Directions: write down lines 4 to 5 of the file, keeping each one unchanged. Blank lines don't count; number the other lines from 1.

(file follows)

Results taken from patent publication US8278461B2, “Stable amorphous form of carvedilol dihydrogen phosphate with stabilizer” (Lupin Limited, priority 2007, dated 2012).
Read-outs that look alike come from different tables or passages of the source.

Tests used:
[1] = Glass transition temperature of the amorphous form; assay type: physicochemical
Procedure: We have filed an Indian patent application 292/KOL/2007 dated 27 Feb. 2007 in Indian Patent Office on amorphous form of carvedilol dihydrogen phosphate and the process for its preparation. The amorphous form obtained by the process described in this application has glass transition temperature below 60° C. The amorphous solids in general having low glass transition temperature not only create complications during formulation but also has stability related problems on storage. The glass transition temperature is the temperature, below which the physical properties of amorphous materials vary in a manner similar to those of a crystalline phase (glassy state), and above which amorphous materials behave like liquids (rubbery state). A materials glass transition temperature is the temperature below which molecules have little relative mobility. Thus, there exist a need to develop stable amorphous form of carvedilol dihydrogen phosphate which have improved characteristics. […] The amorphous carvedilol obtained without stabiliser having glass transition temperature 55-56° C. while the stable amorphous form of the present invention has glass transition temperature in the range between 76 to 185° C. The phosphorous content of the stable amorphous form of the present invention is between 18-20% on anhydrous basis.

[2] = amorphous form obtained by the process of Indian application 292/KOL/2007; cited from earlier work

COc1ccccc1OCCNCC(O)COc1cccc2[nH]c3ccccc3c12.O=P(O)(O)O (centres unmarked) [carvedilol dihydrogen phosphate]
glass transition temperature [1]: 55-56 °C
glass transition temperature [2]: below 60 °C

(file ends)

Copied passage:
[1] = Glass transition temperature of the amorphous form; assay type: physicochemical
Procedure: We have filed an Indian patent application 292/KOL/2007 dated 27 Feb. 2007 in Indian Patent Office on amorphous form of carvedilol dihydrogen phosphate and the process for its preparation. The amorphous form obtained by the process described in this application has glass transition temperature below 60° C. The amorphous solids in general having low glass transition temperature not only create complications during formulation but also has stability related problems on storage. The glass transition temperature is the temperature, below which the physical properties of amorphous materials vary in a manner similar to those of a crystalline phase (glassy state), and above which amorphous materials behave like liquids (rubbery state). A materials glass transition temperature is the temperature below which molecules have little relative mobility. Thus, there exist a need to develop stable amorphous form of carvedilol dihydrogen phosphate which have improved characteristics. […] The amorphous carvedilol obtained without stabiliser having glass transition temperature 55-56° C. while the stable amorphous form of the present invention has glass transition temperature in the range between 76 to 185° C. The phosphorous content of the stable amorphous form of the present invention is between 18-20% on anhydrous basis.